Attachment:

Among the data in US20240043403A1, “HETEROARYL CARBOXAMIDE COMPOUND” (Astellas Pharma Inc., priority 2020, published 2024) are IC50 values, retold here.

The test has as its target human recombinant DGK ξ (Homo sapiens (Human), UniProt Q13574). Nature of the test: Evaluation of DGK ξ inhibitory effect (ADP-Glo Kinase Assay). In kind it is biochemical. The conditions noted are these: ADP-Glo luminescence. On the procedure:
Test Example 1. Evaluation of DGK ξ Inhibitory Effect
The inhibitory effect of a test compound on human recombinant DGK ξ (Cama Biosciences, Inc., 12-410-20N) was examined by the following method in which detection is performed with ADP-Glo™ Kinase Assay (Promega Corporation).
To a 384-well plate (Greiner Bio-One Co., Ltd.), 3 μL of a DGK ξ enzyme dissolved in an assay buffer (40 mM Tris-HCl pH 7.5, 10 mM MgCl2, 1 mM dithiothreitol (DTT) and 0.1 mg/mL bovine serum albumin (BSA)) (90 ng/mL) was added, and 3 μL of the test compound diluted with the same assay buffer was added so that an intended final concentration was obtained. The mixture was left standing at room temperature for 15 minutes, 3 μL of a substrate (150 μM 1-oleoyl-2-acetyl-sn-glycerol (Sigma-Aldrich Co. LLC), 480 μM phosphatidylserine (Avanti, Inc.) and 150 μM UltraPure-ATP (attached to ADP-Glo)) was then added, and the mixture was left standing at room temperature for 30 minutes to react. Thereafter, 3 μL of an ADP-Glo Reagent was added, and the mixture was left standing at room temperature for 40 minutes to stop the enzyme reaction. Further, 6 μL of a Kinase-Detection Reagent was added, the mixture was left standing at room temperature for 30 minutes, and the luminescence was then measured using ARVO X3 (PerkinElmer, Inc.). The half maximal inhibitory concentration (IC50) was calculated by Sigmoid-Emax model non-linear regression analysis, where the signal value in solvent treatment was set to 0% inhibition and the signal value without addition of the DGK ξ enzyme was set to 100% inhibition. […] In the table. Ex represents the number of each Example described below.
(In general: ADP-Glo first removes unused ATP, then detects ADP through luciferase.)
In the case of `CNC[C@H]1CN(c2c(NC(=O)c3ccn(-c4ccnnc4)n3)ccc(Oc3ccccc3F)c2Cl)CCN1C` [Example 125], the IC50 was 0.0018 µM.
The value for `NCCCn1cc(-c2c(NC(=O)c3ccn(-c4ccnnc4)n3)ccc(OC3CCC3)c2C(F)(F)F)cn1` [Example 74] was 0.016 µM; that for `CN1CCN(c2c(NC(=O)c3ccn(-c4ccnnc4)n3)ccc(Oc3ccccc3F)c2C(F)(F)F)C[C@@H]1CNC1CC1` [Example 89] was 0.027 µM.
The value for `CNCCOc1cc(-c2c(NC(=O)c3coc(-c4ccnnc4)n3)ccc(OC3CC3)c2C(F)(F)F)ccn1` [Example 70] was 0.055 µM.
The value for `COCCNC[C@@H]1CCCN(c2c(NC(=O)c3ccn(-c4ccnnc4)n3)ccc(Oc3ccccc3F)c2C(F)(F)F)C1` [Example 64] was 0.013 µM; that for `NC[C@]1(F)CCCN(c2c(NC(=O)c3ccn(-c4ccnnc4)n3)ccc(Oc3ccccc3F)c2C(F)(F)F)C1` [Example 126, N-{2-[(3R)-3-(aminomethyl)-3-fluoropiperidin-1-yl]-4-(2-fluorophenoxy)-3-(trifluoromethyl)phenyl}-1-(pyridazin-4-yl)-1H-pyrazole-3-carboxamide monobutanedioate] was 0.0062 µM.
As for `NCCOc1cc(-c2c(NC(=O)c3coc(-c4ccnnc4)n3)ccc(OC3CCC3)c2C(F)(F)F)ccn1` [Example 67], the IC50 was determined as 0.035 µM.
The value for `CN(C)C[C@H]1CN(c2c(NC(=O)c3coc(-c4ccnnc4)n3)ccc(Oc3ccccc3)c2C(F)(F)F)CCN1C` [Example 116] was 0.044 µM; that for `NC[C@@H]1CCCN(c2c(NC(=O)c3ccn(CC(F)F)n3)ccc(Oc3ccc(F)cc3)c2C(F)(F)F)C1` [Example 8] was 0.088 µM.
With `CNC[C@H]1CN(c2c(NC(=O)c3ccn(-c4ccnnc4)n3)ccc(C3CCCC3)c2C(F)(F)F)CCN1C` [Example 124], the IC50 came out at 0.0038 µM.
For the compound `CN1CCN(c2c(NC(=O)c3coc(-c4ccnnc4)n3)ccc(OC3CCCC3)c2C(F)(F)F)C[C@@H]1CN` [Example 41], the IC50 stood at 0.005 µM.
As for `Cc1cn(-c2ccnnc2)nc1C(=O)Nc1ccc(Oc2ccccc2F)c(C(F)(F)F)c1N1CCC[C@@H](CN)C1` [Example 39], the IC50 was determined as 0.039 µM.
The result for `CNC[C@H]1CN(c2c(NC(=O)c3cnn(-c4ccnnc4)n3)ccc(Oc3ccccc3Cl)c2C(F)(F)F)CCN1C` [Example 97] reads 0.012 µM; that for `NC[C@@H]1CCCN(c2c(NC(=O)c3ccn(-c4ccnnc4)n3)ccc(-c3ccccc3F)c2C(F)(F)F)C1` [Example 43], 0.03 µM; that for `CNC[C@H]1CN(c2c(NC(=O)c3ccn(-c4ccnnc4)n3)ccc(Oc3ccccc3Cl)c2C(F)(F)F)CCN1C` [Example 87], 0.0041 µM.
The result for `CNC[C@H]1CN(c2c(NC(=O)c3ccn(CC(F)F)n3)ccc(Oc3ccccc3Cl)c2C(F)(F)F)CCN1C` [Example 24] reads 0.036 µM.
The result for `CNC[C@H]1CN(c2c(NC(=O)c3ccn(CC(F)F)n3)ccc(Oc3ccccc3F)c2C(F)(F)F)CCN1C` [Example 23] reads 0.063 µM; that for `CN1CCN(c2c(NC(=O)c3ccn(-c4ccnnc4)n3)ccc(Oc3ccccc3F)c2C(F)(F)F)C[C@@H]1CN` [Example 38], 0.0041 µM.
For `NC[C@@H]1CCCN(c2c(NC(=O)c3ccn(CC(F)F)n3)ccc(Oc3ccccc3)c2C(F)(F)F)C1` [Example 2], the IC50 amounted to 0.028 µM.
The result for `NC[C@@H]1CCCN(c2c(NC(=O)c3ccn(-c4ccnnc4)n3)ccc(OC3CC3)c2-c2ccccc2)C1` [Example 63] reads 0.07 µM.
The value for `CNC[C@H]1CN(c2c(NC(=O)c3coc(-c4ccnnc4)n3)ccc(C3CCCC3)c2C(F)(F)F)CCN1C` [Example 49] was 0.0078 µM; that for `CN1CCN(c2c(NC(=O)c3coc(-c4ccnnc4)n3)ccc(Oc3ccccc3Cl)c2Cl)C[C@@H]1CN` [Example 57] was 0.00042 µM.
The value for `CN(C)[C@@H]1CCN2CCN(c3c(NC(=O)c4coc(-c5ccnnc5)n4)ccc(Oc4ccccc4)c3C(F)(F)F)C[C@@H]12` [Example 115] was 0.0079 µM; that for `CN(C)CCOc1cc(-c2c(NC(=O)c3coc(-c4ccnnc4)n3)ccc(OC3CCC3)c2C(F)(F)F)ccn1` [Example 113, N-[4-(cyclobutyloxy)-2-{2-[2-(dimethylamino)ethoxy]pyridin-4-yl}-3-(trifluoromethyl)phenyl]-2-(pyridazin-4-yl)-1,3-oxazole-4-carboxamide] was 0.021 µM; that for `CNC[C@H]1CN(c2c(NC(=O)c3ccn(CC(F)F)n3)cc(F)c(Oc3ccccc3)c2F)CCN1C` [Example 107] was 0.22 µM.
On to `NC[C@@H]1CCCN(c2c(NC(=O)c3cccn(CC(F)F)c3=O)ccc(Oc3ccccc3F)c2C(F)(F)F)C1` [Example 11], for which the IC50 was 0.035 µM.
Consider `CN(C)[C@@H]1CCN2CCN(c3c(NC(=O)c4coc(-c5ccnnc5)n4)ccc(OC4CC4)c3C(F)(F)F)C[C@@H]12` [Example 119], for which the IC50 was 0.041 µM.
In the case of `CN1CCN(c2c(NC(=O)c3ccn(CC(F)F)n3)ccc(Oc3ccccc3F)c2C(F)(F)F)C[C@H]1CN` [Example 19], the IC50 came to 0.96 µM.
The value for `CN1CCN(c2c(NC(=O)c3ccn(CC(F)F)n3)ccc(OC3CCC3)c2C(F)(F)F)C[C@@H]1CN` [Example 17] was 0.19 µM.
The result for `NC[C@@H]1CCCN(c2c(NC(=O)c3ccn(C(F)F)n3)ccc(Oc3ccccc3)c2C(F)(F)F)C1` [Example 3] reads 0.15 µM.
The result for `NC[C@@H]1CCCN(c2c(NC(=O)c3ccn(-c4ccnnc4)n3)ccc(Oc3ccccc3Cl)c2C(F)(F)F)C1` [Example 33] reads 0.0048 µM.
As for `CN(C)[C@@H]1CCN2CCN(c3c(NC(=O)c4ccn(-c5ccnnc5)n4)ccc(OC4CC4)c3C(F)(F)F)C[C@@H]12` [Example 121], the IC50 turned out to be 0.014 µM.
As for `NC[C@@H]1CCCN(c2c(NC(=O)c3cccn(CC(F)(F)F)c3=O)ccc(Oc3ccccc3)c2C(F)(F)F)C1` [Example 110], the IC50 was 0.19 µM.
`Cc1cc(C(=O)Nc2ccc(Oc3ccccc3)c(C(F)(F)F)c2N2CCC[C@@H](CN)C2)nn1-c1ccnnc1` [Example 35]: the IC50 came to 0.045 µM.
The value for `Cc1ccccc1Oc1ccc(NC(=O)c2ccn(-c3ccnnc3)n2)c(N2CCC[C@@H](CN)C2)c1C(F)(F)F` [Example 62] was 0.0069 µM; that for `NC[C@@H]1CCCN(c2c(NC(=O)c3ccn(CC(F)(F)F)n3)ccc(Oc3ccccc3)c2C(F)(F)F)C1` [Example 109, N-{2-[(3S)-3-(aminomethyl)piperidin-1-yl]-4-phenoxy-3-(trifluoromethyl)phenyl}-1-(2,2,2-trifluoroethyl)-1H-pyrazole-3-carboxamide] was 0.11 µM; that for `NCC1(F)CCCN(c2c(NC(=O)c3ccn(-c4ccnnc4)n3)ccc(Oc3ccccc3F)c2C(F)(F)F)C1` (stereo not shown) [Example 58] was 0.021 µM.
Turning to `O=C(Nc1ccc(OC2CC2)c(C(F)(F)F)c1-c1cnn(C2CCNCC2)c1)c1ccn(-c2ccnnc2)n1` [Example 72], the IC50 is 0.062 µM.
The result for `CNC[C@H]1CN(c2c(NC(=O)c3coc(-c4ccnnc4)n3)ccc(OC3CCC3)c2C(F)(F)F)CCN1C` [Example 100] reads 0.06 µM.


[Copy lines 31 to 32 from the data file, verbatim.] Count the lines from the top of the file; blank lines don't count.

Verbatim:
`Cc1cc(C(=O)Nc2ccc(Oc3ccccc3)c(C(F)(F)F)c2N2CCC[C@@H](CN)C2)nn1-c1ccnnc1` [Example 35]: the IC50 came to 0.045 µM.
The value for `Cc1ccccc1Oc1ccc(NC(=O)c2ccn(-c3ccnnc3)n2)c(N2CCC[C@@H](CN)C2)c1C(F)(F)F` [Example 62] was 0.0069 µM; that for `NC[C@@H]1CCCN(c2c(NC(=O)c3ccn(CC(F)(F)F)n3)ccc(Oc3ccccc3)c2C(F)(F)F)C1` [Example 109, N-{2-[(3S)-3-(aminomethyl)piperidin-1-yl]-4-phenoxy-3-(trifluoromethyl)phenyl}-1-(2,2,2-trifluoroethyl)-1H-pyrazole-3-carboxamide] was 0.11 µM; that for `NCC1(F)CCCN(c2c(NC(=O)c3ccn(-c4ccnnc4)n3)ccc(Oc3ccccc3F)c2C(F)(F)F)C1` (stereo not shown) [Example 58] was 0.021 µM.